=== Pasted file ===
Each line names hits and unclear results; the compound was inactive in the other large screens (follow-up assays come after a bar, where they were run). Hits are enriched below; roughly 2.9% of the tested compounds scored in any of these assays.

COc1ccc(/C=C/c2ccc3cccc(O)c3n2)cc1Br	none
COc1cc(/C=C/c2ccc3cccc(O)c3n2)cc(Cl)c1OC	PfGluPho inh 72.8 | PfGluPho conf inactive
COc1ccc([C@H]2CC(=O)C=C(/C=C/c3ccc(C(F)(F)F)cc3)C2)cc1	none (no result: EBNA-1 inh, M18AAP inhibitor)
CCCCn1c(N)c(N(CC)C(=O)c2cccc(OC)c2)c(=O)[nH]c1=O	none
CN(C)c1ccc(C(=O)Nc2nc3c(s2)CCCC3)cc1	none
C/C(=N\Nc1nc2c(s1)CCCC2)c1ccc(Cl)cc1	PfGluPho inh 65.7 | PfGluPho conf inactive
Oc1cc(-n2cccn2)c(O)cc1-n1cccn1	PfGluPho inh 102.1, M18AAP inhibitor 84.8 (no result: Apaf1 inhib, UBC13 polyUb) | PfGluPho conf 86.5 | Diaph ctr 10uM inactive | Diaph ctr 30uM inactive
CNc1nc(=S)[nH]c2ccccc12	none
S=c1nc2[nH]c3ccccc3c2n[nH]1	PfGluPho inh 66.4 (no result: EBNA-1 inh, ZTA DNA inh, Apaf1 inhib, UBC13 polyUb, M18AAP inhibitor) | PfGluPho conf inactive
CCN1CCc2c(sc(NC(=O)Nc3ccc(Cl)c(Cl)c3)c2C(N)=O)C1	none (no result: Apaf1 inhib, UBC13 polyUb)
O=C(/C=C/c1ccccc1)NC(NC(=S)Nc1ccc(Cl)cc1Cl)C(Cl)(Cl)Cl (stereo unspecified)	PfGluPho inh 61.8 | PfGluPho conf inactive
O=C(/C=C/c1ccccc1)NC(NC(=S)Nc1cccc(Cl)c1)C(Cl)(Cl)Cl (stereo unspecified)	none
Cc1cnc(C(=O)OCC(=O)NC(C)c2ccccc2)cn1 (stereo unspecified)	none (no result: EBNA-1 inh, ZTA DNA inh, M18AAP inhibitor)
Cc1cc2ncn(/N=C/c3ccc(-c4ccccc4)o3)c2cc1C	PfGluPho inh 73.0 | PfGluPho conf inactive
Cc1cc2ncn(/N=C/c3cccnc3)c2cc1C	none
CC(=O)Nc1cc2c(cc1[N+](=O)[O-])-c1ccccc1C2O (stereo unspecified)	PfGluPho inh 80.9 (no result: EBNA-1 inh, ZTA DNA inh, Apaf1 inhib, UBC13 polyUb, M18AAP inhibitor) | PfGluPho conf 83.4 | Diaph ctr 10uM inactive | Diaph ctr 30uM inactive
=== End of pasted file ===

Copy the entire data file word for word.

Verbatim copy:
Each line names hits and unclear results; the compound was inactive in the other large screens (follow-up assays come after a bar, where they were run). Hits are enriched below; roughly 2.9% of the tested compounds scored in any of these assays.

COc1ccc(/C=C/c2ccc3cccc(O)c3n2)cc1Br	none
COc1cc(/C=C/c2ccc3cccc(O)c3n2)cc(Cl)c1OC	PfGluPho inh 72.8 | PfGluPho conf inactive
COc1ccc([C@H]2CC(=O)C=C(/C=C/c3ccc(C(F)(F)F)cc3)C2)cc1	none (no result: EBNA-1 inh, M18AAP inhibitor)
CCCCn1c(N)c(N(CC)C(=O)c2cccc(OC)c2)c(=O)[nH]c1=O	none
CN(C)c1ccc(C(=O)Nc2nc3c(s2)CCCC3)cc1	none
C/C(=N\Nc1nc2c(s1)CCCC2)c1ccc(Cl)cc1	PfGluPho inh 65.7 | PfGluPho conf inactive
Oc1cc(-n2cccn2)c(O)cc1-n1cccn1	PfGluPho inh 102.1, M18AAP inhibitor 84.8 (no result: Apaf1 inhib, UBC13 polyUb) | PfGluPho conf 86.5 | Diaph ctr 10uM inactive | Diaph ctr 30uM inactive
CNc1nc(=S)[nH]c2ccccc12	none
S=c1nc2[nH]c3ccccc3c2n[nH]1	PfGluPho inh 66.4 (no result: EBNA-1 inh, ZTA DNA inh, Apaf1 inhib, UBC13 polyUb, M18AAP inhibitor) | PfGluPho conf inactive
CCN1CCc2c(sc(NC(=O)Nc3ccc(Cl)c(Cl)c3)c2C(N)=O)C1	none (no result: Apaf1 inhib, UBC13 polyUb)
O=C(/C=C/c1ccccc1)NC(NC(=S)Nc1ccc(Cl)cc1Cl)C(Cl)(Cl)Cl (stereo unspecified)	PfGluPho inh 61.8 | PfGluPho conf inactive
O=C(/C=C/c1ccccc1)NC(NC(=S)Nc1cccc(Cl)c1)C(Cl)(Cl)Cl (stereo unspecified)	none
Cc1cnc(C(=O)OCC(=O)NC(C)c2ccccc2)cn1 (stereo unspecified)	none (no result: EBNA-1 inh, ZTA DNA inh, M18AAP inhibitor)
Cc1cc2ncn(/N=C/c3ccc(-c4ccccc4)o3)c2cc1C	PfGluPho inh 73.0 | PfGluPho conf inactive
Cc1cc2ncn(/N=C/c3cccnc3)c2cc1C	none
CC(=O)Nc1cc2c(cc1[N+](=O)[O-])-c1ccccc1C2O (stereo unspecified)	PfGluPho inh 80.9 (no result: EBNA-1 inh, ZTA DNA inh, Apaf1 inhib, UBC13 polyUb, M18AAP inhibitor) | PfGluPho conf 83.4 | Diaph ctr 10uM inactive | Diaph ctr 30uM inactive